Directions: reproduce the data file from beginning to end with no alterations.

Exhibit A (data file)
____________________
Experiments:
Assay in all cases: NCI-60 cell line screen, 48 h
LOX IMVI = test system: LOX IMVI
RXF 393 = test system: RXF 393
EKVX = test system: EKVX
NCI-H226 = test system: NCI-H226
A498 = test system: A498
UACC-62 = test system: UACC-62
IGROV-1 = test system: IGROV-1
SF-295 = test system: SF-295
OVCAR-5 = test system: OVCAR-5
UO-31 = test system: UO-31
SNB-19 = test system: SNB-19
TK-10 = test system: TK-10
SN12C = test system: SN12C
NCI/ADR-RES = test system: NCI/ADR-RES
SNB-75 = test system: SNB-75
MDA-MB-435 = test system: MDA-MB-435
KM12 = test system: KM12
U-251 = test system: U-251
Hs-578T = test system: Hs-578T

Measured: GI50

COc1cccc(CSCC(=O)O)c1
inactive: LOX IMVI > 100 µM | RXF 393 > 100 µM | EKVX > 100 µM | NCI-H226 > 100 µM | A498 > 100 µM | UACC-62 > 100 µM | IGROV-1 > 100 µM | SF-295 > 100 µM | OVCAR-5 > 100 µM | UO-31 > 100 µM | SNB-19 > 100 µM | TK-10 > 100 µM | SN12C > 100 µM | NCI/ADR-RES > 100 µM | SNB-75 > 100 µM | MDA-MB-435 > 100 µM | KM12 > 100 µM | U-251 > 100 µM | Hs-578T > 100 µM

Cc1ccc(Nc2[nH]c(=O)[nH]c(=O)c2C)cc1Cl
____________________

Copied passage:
Experiments:
Assay in all cases: NCI-60 cell line screen, 48 h
LOX IMVI = test system: LOX IMVI
RXF 393 = test system: RXF 393
EKVX = test system: EKVX
NCI-H226 = test system: NCI-H226
A498 = test system: A498
UACC-62 = test system: UACC-62
IGROV-1 = test system: IGROV-1
SF-295 = test system: SF-295
OVCAR-5 = test system: OVCAR-5
UO-31 = test system: UO-31
SNB-19 = test system: SNB-19
TK-10 = test system: TK-10
SN12C = test system: SN12C
NCI/ADR-RES = test system: NCI/ADR-RES
SNB-75 = test system: SNB-75
MDA-MB-435 = test system: MDA-MB-435
KM12 = test system: KM12
U-251 = test system: U-251
Hs-578T = test system: Hs-578T

Measured: GI50

COc1cccc(CSCC(=O)O)c1
inactive: LOX IMVI > 100 µM | RXF 393 > 100 µM | EKVX > 100 µM | NCI-H226 > 100 µM | A498 > 100 µM | UACC-62 > 100 µM | IGROV-1 > 100 µM | SF-295 > 100 µM | OVCAR-5 > 100 µM | UO-31 > 100 µM | SNB-19 > 100 µM | TK-10 > 100 µM | SN12C > 100 µM | NCI/ADR-RES > 100 µM | SNB-75 > 100 µM | MDA-MB-435 > 100 µM | KM12 > 100 µM | U-251 > 100 µM | Hs-578T > 100 µM

Cc1ccc(Nc2[nH]c(=O)[nH]c(=O)c2C)cc1Cl